APRIL 5, 1944
WASHINGTON, Tuesday—Still reviewing my trip, I want to tell you of my visit to Guatemala. The day we left Galapagos, we started in the early morning and landed at a U. S. base on the coast of Guatemala. At the post exchange there, the men had put up a sign over the door which read: "The Home of Forgotten Men and 10,000 Vermin." The usual snakes and insects abound, but our base is free of malaria.
A half hour's flight from the shore base brought us to Guatemala City, five thousand feet above sea level. We could see high mountains all around us and, below us, flat plateaus, with farms on top and deep chasms dropping off.
On the less steep hillsides, the Indians, who are the farmers of the mountain districts, build their huts and seem to find places to grow what they need. These Indians are short, dark and stocky and, in Guatemala City, they told me they were "good Indians." Each little village has some custom of its own and some particular costume. In the highlands, they wear kilts like the Scotch.
Guatemala City is very clean and attractive, with a delightful climate. Most of the people are skilled in hand work. Guatemala abounds in woods of all kinds and the carving one sees everywhere is very beautifully done. The Guatemalans also do good silver and iron work, and very interesting weaving, but the war makes it hard for them to get the cotton, silk and wool which they use. The women require no patterns, but weave almost from instinct, the art having come down from mother to daughter.
The flying over the mountain peaks is none too safe and there have been casualties among our fliers. The President of Guatemala himself visited the first young fliers' graves and has put up a monument in our United States cemetery, where Guatemalan and American flags fly together. A white picket fence surrounds the plot, and shade trees have been planted. It is a quiet and beautiful place on a hillside.
President and Mrs. Ubico showed me through the National Palace, which houses all the departments of government. Many of the beautiful things in the Palace, and in the city as well, have been brought from the old capital, Antigua, which has been destroyed by an earthquake. The people also make very beautiful tiles and, as you look down at the various patios, the tiles blend with the many flowers and the little fountains, making very attractive interiors.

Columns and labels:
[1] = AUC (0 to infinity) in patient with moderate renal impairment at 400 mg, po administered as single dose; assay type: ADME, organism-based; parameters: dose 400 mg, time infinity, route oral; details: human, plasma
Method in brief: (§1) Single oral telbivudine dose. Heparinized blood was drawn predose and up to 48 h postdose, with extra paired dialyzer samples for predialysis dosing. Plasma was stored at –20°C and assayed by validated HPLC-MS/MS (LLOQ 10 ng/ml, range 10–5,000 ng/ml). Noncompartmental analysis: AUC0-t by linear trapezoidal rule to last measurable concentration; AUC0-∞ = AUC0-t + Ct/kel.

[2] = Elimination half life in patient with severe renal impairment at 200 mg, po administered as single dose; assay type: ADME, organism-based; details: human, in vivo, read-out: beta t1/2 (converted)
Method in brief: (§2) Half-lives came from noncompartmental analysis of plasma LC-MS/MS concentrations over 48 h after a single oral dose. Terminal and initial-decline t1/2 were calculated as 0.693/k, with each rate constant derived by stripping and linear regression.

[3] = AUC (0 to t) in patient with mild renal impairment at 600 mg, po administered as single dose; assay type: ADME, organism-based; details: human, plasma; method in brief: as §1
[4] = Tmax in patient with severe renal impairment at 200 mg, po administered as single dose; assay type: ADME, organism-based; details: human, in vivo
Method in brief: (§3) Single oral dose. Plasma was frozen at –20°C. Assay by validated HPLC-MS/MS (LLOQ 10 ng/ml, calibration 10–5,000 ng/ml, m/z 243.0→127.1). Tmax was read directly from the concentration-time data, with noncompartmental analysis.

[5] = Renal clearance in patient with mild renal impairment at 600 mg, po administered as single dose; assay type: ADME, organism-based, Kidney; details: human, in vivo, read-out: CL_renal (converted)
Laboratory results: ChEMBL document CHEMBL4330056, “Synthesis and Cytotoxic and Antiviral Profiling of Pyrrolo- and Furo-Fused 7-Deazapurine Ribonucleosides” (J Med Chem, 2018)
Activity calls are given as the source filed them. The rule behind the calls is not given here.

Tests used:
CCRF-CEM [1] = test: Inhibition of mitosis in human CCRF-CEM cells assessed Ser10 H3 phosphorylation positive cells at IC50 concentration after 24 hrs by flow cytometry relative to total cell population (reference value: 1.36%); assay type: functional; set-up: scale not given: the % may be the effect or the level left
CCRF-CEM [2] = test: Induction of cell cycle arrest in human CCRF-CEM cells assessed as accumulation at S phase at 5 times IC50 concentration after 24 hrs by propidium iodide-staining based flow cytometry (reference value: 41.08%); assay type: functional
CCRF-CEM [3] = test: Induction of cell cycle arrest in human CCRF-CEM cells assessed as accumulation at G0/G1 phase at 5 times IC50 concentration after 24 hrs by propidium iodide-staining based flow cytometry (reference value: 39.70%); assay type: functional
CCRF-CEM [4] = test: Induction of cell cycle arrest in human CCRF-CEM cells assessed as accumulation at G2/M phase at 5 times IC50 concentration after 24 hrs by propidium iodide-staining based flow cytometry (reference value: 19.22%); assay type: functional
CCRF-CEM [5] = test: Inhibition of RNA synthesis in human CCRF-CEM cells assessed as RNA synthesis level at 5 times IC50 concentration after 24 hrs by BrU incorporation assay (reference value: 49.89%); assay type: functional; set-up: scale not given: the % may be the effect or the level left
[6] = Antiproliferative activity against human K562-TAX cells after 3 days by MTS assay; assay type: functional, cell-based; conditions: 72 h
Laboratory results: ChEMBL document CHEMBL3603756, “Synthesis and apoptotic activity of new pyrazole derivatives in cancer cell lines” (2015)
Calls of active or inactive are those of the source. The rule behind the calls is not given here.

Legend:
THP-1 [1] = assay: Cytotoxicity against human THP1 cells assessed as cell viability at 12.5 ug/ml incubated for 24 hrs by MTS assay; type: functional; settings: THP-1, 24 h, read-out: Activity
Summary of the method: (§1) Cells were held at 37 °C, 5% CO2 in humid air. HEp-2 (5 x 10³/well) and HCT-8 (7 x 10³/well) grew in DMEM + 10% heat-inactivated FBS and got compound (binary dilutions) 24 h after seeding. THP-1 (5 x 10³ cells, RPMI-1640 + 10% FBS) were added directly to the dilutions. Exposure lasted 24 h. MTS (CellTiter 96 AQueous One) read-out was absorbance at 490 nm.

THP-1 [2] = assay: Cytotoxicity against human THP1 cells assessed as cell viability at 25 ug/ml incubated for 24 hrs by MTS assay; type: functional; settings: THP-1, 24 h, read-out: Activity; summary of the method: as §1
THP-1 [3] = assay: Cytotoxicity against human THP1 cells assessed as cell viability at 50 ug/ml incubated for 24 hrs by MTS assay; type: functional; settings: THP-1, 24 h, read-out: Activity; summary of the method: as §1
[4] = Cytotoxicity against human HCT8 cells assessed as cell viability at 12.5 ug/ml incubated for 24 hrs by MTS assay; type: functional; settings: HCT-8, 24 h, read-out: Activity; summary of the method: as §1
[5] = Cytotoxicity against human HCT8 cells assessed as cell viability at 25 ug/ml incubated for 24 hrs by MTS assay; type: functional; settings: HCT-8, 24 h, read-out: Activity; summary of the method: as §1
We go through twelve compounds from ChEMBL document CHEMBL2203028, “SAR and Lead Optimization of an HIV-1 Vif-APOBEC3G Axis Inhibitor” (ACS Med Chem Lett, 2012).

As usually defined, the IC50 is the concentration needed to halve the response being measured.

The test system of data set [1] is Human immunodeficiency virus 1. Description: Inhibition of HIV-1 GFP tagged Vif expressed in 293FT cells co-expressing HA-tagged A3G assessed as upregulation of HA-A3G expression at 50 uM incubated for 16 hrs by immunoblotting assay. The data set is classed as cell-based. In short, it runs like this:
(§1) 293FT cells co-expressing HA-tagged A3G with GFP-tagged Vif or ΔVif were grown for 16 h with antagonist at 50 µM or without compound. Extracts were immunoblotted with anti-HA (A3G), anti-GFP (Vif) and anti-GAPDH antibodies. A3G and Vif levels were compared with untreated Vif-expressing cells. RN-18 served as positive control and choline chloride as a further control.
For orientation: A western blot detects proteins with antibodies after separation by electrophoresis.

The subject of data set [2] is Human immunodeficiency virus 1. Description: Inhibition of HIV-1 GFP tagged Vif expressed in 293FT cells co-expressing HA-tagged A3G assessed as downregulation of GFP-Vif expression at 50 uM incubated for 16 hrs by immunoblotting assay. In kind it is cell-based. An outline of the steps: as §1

General Brett took me to "Los Cipreses," which is a club run by Guatemalan ladies for our servicemen. They will not permit the boys to pay for anything because they want it to be like a real home. Once a month, they give a dance, bringing all the food from their own houses. I was glad that I happened to be there on the night of one of those parties. The boys and girls were enjoying it, and a good marimba band was playing.
Madame Perez, who runs the club, made me taste her pies, which were "like mother makes." She kept reiterating, "I love your boys." It is quite evident that the boys return her affection and are grateful to this white-haired lady who puts in not only time but her own money to make this club a real home for them.
There are lounge rooms around a big central court. There is a library with papers, magazines and a good radio. When we reached the kitchen, the boy who was showing me around said: "There are always bottles of soft drinks in the ice box, and you can always find something to cook for yourself or to eat, just as you would at home." The boys in Guatemala City may wish they were nearer the fighting zones but, on the whole, their surroundings are among the pleasantest I saw on my trip.